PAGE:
He carried off his flagrant deception with such skill that Whitney could hardly tear her eyes from him as he guided Uncle Hubert off to a deserted corner and appeared to become instantly absorbed in whatever her uncle was saying to him.
The long day of undiluted tension and anxiety as Whitney waited for her father to return had taken its toll. By half past ten, as she gently urged the stragglers into the dining room, Whitney could think of nothing as inviting as finding a quiet comer where she could relax. The guests were making their way along the banquet table, filling their plates from the sumptuous array of foods, when Elizabeth Ashton's father's sudden exclamation halted the line and stopped conversations in mid-sentence. "You say the Duke of Claymore is missing?" he demanded of a visiting relative from London. "You mean Westmoreland?" He clarified as if unable to believe he'd heard right.
"Yes, I thought everyone knew," the relative replied, raising his voice for the benefit of the people who had turned to stare at him. "It was in the papers yesterday, and London is buzzing with speculation over where he is."
The level of conversation in the room soared to a fever pitch. Whitney's neighbors picked up their plates and crowded together at tables where better informed guests from out of town could impart their news. After supper, it was impossible to thread one's way through the people who were clustered between the tables, speculating over the Duke of Claymore's disappearance. Whitney was standing with a large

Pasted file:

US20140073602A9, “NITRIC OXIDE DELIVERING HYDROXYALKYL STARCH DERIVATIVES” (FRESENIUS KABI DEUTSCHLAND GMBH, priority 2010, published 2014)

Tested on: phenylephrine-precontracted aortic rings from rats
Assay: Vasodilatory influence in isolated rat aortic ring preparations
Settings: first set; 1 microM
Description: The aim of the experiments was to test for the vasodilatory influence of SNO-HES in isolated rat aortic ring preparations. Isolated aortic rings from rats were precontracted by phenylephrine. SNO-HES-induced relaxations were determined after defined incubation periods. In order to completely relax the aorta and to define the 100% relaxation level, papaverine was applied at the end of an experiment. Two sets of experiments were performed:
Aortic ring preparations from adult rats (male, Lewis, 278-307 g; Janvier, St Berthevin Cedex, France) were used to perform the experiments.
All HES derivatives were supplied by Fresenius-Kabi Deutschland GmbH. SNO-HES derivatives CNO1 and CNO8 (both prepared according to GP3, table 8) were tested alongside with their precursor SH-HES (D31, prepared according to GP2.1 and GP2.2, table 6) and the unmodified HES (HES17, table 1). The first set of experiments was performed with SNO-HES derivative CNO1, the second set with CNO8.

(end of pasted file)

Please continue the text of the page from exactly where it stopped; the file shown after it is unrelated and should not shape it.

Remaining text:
group which included her aunt, Lady Eubank, and Clayton Westland, while Paul was hopelessly trapped across the room, wedged between Elizabeth Ashton and Peter Redfern, unable to make his way to her.
"Claymore's in France this time of year, if you want my guess," someone said.
"Oh? Do you think so?" Lady Anne asked, her face flushed with a vivacious interest that Whitney attributed to too much wine. At the first mention of the Duke of Claymore, her aunt's distraction and lethargy had vanished. But while her aunt was obviously enjoying the gossip and speculation about the man, the subject made Whitney's father fidgety and nervous, and he was periodically slaking an uncharacteristic thirst for whiskey.
Personally, Whitney found the subject excessively boring and she stifled a yawn.
"Tired, little one?" Clayton whispered beside her.
"Yes," Whitney admitted as Clayton drew her hand through the crook of his arm, covering it with his own strong fingers as if he were trying to infuse some of his stamina into her. He shouldn't call her "little one," she thought, and he shouldn't be holding her hand in such a familiar way, but she was too grateful for his assistance tonight to cavil over such trifles.
"I heard that his mistress took her own life in Paris last month," Margaret Merryton said, turning to address her stunned audience. "Apparently Claymore cast her aside, and she went all to pieces. She cancelled her European tour, went into seclusion, and-"
'-And," Amelia Eubank put in frigidly, "she is now spending a fortune renovating a country estate she just purchased. Do you expect us to believe she's a ghost, you henwitl"
Rushing furiously under the assault of Lady Eubank's sharp tongue, Margaret wedged herself around and looked appealingly to Clayton. "Mr. Westland has lately been in Paris and London. Surely you've heard the news of her suicide?"